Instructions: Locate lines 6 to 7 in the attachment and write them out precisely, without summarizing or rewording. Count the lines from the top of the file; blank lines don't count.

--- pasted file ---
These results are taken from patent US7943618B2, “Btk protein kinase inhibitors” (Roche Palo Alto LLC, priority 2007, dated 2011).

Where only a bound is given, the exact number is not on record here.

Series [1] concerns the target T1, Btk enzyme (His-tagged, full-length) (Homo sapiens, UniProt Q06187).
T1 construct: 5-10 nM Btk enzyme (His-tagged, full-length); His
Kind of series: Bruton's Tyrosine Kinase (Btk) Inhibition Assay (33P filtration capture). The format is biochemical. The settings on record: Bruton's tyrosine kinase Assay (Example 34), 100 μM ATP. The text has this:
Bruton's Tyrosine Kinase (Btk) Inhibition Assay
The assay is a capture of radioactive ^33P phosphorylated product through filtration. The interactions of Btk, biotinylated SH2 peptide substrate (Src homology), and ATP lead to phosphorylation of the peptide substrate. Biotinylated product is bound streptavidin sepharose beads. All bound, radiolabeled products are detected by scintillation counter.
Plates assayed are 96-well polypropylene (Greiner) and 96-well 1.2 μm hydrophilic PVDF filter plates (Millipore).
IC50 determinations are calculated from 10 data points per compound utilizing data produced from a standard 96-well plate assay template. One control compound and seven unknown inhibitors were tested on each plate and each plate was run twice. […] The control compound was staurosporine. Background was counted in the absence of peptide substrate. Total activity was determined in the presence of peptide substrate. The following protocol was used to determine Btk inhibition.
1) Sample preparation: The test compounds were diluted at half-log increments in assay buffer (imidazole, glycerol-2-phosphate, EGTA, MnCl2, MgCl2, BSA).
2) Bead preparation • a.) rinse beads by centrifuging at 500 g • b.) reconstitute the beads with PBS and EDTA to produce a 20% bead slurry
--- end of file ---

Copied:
Bruton's Tyrosine Kinase (Btk) Inhibition Assay
The assay is a capture of radioactive ^33P phosphorylated product through filtration. The interactions of Btk, biotinylated SH2 peptide substrate (Src homology), and ATP lead to phosphorylation of the peptide substrate. Biotinylated product is bound streptavidin sepharose beads. All bound, radiolabeled products are detected by scintillation counter.